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Bioeconomics in aquaculture : preliminary analysis of the culture potential of the freshwater anglefish - pterophyllum scalare

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Willis, Shane (1995) Bioeconomics in aquaculture : preliminary analysis of the culture potential of the freshwater anglefish - pterophyllum scalare. Research Master thesis, University of Tasmania.

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Abstract

The majority of ornamental fish sold in Australia are imported from overseas farms and wild
fisheries mainly based in Asia. The number of ornamental fish imported into Australia in
1991-92 was 7,593,812 tails worth $2,385,000 landed in Australia. Due to the increase in
importation costs, it has become more economical and attractive for Australian hobbyists and
farmers to produce many species commercially, especially the more specialised higher-value
lines of tropical ornamental fish. The industry is expected to expand rapidly during the
1990's and is rated as having sound prospects for the future, with production for 1994-1995
expected to be worth around $10 million (O'Sullivan, 1991).
At present over 20 species of ornamental fish species are cultured on a commercial scale in
Australia (McKay and Reynolds, 1983). One such example is the freshwater Angelfish,
Pterophyllum sea/are (Lichtenstein) (Pisces; Cichlidae) , a popular medium-priced cichlid.
CmTently production of this species in Australia is minimal and the biological, marketing and
economic aspects of commercial production are poorly understood.
This research project examines the current knowledge of the biology of P. sea/are and
establishes the performance of P. sea/are under intensive culture conditions. In particular
experimentation examines the following areas:
1. Length-weight and length-mouth size relationships;
2. Hatchery production, in particular the effect of artificial incubation of eggs
on the reproductive performance of P. sea/are under commercial culture;
3. Growth and survival of P. sealare during the nursery culture phase;
4. Effect of ration level on growth, survival and feeding efficiency; and
5. Effect of stocking density on growth, survival and fin factor.
The results from these expeliments suggest that P. sea/are is a good candidate for intensive
culture, with reasonable growth rates, high survival and good feeding efficiency. However,
there is potentially a problem with the reproductive output of P. sea/are. Although these
experiments indicate that artificial incubation of eggs can increase the cumulative fecundity
of P. sea/are, egg production is highly variable and large numbers of broodstock must be
kept to supply eggs for an intensive culture system. This is an area that needs further
research effort.
Preliminary market analysis, based on a survey of the Australian ornamental fish industry,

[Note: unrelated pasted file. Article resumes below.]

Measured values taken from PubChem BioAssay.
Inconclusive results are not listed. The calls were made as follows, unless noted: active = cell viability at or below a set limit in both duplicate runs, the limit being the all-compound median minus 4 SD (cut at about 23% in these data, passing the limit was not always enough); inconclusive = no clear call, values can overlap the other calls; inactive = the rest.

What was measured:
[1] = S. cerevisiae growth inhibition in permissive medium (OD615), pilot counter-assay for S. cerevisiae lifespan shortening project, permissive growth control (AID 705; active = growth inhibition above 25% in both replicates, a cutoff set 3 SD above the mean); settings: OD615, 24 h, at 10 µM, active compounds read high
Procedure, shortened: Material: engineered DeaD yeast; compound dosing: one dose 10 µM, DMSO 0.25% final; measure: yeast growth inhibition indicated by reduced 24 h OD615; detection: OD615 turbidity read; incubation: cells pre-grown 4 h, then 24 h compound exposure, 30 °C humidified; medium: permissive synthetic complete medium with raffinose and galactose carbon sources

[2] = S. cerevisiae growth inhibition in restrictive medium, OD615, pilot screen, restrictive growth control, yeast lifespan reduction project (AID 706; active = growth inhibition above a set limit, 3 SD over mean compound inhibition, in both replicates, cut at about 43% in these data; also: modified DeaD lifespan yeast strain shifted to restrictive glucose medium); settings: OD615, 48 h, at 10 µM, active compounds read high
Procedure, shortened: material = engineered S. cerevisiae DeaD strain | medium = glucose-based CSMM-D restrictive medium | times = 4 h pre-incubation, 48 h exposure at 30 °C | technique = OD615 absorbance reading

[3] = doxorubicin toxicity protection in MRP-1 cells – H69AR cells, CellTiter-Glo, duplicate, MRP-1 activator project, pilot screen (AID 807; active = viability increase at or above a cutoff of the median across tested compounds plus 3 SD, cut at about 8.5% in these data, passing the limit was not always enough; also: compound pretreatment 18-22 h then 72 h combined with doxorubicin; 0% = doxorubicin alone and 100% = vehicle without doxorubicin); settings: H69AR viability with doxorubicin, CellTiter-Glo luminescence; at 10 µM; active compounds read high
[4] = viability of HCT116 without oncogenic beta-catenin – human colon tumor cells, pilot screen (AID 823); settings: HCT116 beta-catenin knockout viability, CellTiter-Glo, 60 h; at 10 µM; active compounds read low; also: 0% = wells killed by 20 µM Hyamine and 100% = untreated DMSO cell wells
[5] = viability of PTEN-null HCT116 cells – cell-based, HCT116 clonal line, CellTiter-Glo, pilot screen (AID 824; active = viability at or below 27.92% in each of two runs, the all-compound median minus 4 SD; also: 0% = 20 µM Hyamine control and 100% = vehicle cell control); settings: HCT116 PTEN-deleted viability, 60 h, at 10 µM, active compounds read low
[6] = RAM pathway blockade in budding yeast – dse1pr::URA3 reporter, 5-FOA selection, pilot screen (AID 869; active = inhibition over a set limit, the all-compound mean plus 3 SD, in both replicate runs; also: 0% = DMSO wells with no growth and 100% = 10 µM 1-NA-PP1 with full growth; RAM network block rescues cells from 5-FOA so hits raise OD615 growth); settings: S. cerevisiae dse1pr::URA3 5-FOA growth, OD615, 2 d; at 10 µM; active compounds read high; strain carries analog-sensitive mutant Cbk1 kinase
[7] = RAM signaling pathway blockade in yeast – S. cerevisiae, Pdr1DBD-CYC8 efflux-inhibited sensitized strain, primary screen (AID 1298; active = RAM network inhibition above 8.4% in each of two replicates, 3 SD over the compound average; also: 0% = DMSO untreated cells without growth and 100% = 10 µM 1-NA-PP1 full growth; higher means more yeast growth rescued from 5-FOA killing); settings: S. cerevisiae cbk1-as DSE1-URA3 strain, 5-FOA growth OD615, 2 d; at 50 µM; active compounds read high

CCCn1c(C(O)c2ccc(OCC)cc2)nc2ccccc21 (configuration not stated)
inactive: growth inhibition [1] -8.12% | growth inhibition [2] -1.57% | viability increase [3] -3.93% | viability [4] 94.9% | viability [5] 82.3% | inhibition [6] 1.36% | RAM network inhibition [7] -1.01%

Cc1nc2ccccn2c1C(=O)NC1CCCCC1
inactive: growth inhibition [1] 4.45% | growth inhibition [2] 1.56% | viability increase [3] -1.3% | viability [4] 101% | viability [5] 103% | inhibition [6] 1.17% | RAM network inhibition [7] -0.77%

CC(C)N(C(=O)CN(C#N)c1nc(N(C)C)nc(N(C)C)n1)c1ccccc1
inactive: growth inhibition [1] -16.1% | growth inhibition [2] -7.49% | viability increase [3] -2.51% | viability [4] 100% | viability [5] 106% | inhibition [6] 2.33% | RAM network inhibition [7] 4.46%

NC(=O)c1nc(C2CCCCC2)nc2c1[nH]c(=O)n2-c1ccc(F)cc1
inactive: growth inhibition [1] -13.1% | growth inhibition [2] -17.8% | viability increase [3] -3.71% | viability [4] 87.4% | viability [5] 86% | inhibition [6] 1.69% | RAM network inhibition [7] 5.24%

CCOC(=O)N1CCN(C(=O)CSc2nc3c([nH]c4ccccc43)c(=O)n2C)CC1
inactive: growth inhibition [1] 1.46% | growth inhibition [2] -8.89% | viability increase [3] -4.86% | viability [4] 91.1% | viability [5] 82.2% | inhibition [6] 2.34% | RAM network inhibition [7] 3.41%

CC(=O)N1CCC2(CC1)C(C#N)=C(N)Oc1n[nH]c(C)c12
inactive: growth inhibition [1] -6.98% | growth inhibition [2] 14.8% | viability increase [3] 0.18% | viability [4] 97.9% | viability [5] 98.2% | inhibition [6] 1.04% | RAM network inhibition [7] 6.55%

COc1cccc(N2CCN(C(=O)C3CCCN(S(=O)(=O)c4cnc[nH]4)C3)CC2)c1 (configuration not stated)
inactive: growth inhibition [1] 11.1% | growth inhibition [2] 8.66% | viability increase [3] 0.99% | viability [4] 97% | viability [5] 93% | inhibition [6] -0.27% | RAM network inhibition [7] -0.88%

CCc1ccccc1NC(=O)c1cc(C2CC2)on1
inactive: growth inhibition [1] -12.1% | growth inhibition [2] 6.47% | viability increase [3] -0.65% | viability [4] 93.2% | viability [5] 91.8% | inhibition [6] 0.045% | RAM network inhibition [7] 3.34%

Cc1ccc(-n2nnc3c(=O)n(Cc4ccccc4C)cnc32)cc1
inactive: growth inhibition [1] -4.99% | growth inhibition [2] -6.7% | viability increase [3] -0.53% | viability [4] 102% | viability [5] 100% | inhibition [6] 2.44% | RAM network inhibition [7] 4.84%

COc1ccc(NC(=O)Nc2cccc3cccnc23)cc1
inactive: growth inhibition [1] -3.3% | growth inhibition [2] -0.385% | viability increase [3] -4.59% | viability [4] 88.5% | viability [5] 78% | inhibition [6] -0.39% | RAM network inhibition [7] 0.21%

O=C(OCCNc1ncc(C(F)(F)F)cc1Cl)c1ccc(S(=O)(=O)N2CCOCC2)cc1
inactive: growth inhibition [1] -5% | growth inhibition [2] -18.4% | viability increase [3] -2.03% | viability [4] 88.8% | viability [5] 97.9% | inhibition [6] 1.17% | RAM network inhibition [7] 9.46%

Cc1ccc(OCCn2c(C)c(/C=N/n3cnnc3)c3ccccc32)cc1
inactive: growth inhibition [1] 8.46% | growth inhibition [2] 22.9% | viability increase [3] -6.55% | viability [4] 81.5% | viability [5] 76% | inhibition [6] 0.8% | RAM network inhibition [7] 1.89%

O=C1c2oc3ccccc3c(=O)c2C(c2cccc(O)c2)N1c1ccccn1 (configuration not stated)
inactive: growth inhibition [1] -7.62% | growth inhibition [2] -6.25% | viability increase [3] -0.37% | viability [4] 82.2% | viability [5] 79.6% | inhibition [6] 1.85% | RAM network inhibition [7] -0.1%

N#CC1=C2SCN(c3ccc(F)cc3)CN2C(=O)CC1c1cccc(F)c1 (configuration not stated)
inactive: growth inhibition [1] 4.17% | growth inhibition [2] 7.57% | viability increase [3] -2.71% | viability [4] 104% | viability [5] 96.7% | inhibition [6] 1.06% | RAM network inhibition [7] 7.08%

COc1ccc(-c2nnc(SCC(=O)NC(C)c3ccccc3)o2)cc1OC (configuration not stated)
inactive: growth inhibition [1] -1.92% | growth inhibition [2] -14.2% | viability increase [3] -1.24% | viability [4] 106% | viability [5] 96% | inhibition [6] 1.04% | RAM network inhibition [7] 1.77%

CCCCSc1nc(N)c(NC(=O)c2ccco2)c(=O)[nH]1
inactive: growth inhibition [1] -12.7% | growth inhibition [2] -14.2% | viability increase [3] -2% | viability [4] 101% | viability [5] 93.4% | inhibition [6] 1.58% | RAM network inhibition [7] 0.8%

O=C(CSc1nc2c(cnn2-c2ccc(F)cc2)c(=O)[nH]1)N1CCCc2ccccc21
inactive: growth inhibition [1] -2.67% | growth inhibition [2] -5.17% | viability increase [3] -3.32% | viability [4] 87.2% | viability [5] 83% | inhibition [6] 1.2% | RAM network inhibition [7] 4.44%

indicates that the majority of P. sea/are sold in Australia at present are imported. With the
increasing costs associated with importing fish, there appears to be considerable market
potential for Australian producers to supply P. scalare for import replacement. The survey
also indicates the rapid growth of the Australian industry and its growing importance as part
of the aquaculture industry. It is expected that the industry will continue to grow rapidly
throughout the remainder of the decade.
A preliminary farm design is developed, based on these marketing data as well as the
biological data, as a basis for assessing the culture potential of P. sea/are under intensive
culture conditions. From this farm design, financial statements are developed to analyse the
economic potential of intensive culture of P. seafare, and recommendations made for
marketing strategies for the enterplise. Analysis indicates that intensive production of P.
seafare is feasible, but returns are limited due to high capital investment, long establishment
and lag-time in production, and small market size. The analysis indicates that with an
initial investment of $120,000, an owner/operator would realise a net present value of
approximately $35,000 after five years. Improvements in the biological performance of P.
sea/are, the use of polyculture and increasing the market size may further increase the culture
potential of this species.P. scalare offers merit as an aquaculture species in Australia, particularly for a family
business, with production and marketing strategies aimed at producing high quality fish for
import replacement.

Item Type: Thesis (Research Master)
Additional Information:

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Date Deposited: 23 Jun 2012 12:46
Last Modified: 11 Mar 2016 05:55
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